In our penultimate Greatest Game piece, Mark O'Haire brings us back to 2014 and relives Brazil's astonishing World Cup semi-final thrashing at the hands of Germany...
"In a list of great sporting collapses, it is hard to think of an occasion as raw, as painful and as humiliating as this"
Brazil 1-7 Germany
World Cup semi-final
Estadio Mineirao, Belo Horizonte, 8 July 2014
Setting the scene
Redemption and reparation were the themes running through the 2014 World Cup in Brazil. The hosts were chasing an unprecedented sixth world title and had the opportunity to exercise the ghosts of the "Maracanazo", a famous defeat that led to a moment of national reckoning when the Selecao contested the 1950 final in their own iconic Maracana Stadium.
Despite all their success on the international stage, Brazil had never fully recovered from their shock loss to Uruguay in that showpiece final. That side were vilified and shamed for the apparent embarrassment with the national side so haunted by the upset that their customary white shirts were ditched in favour of its now iconic canary yellow.
This was a chance to scratch scars and heal the wounds of 64 years previous. Head coach Luiz Felipe Scolari had already guided the 2002 squad to gold and the mood inside the nation was bold, balmy and buoyant. Brazil had reached the semi-final stage - without completely convincing - but were now two games away from exercising the ghosts of 1950.
A night never to be forgotten
However, the night of July 8, 2014 in Belo Horizonte, the city built on hills, a drama unfolded that arguably eclipsed previous pain, heartache and suffering, never be forgotten by anyone who witnessed it.
In hindsight, clues for how the contest might play out can be identified early on. With superstar captain and poster boy Neymar out injured, Scolari led his men off the coach wearing a "Forca Neymar" cap, whilst goalkeeper Julio Cesar and stand-in skipper David Luiz held up his number 10 shirt during a stadium-shaking version of Brazil's national anthem.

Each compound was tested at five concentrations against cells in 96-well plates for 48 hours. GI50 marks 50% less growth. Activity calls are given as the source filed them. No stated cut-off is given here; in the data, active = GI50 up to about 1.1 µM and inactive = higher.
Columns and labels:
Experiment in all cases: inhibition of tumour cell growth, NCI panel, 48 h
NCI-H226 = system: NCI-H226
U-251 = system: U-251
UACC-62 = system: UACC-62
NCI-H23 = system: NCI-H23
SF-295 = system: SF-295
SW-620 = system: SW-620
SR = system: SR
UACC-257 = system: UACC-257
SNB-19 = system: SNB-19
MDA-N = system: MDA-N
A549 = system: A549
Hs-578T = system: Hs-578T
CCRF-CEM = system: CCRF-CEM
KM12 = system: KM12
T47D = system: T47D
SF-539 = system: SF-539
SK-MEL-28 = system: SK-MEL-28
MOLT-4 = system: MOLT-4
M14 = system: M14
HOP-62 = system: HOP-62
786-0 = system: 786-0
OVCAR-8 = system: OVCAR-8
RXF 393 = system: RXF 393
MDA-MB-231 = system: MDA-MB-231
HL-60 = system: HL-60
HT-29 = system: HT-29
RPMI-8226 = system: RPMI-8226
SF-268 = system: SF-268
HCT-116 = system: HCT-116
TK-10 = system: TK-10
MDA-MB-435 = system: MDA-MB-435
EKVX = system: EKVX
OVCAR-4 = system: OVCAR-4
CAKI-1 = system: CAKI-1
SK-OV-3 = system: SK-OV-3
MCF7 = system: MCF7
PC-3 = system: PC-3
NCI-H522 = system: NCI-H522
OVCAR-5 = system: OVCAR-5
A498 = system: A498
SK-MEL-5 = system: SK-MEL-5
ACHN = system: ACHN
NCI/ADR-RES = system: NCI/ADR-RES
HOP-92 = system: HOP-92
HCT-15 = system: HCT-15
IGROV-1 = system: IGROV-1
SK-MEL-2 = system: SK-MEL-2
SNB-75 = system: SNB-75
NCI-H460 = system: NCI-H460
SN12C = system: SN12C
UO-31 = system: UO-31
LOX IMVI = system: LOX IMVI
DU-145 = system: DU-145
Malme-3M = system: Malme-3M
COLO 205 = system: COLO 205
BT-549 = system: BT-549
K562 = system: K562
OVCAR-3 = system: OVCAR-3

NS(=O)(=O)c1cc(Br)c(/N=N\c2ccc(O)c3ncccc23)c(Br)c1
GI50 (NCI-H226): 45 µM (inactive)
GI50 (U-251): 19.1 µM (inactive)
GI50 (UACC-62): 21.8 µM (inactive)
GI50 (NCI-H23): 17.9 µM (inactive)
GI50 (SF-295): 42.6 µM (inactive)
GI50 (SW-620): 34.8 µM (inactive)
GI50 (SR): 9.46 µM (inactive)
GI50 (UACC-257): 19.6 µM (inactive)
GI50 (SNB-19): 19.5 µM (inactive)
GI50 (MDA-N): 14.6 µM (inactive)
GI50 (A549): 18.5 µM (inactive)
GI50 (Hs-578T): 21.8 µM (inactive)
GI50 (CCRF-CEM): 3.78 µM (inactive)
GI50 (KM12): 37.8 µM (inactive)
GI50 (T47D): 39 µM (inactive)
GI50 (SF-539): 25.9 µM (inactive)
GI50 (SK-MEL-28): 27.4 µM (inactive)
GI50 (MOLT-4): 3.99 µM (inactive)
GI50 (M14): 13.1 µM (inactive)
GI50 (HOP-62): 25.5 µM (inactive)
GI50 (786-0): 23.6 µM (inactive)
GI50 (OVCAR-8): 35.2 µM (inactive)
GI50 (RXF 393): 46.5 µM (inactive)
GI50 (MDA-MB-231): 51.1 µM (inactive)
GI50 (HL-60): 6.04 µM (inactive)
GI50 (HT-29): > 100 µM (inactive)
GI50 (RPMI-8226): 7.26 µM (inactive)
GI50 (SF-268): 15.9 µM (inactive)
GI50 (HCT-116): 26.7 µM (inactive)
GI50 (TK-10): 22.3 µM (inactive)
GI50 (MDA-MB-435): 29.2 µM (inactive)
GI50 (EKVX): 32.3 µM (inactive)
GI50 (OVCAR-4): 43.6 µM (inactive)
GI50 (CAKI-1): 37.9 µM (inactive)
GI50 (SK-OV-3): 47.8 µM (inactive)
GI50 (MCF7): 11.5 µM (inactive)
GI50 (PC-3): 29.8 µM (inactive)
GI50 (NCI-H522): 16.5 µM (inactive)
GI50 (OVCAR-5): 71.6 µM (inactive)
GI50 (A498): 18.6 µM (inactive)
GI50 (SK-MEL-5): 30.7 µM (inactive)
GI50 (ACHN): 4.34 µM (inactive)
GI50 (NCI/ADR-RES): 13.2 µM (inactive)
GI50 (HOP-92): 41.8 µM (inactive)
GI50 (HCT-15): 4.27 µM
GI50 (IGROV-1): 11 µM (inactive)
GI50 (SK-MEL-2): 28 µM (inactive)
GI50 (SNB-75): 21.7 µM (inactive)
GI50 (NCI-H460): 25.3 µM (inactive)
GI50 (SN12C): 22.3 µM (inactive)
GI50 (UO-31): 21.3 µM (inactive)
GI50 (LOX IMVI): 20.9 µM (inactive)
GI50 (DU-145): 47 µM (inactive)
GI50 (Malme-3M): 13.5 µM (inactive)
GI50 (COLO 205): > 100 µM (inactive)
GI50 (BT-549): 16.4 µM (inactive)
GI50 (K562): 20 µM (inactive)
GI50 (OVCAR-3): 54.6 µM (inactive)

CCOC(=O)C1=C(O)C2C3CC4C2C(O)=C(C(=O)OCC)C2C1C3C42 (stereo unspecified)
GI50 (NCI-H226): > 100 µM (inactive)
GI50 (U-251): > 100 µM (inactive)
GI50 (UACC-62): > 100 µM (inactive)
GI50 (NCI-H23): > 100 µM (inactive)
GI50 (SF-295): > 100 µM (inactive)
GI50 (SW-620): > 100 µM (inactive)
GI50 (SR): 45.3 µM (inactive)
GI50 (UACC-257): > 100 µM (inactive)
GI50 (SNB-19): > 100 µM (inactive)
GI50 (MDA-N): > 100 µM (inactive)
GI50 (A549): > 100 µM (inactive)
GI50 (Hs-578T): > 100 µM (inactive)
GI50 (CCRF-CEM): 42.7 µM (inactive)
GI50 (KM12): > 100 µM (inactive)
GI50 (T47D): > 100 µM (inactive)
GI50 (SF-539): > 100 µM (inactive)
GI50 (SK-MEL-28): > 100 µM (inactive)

By this time the emotion of the occasion appeared to have already taken over. Brazil's psychological frailties were coming to the boil and the Selecao looked out of control before kick-off. The nightmare of 1950 was unravelling once more and Germany sensed blood.
Germany sensed blood
After a flurry of exchanges, the Germans drew first blood. The underdogs did not look like scoring every time they attacked. They actually did score every time they attacked. The second was followed by a third, fourth and fifth. Four goals in six brutal, breathtaking minutes as Brazilian dithering was professionally punished.
Extraordinarily, Brazil were 5-0 down after only 29 minutes. Half-time arrived, allowing us to breathe, to pinch ourselves, to take a look around and see whether it had actually happened. The scoreboard confirmed it: Brazil 0-5 Germany. The hosts hadn't even landed a single shot on-target as their hopes, pride and immediate footballing future eviscerated.
The misery and embarrassment extended after the interval as Germany booked their place in the final with the most surreal and astonishing World Cup semi-final scorelines we're ever likely to endure. With it, an outpouring of raw emotion from the stands as Brazil, with football as one of its shining symbols, came to terms with such a surreal ordeal.
Home fans applauded German players and booed their own, tears streamed down adoring supporters faces, whilst others were too shell-shocked to even react. The 1950 exorcism had turned into a very public humiliation, a national embarrassment to eclipse the Maracanazo with honourable and age-old records tumbling in the disaster.
It was Brazil's first competitive home defeat in 39 years, the highest winning margin in a World Cup semi-final, as well as Brazil's heaviest-ever loss. During the defeat, Miroslav Klose added insult to injury by breaking Ronaldo's record for most World Cup goals of all-time.
The front page of one of Brazil's leading dailies, bluntly read, "Shame, Grief, Humiliation" on the morning after. Scolari described the experience as, "the worst moment of my football career and the worst day of my football life" and resigned six days later.
Brazil paid $11bn to stage the 2014 World Cup finals and it turned into the most expensive ritualistic moment of humiliation of which a nation state could possibly ever conceive. In a list of great sporting collapses, it is hard to think of an occasion as raw, as painful and as humiliating as this.
It was extraordinary and excruciating - one of the most memorable World Cup match-ups in a lifetime, and therefore deserving of its place in our list of Greatest Games.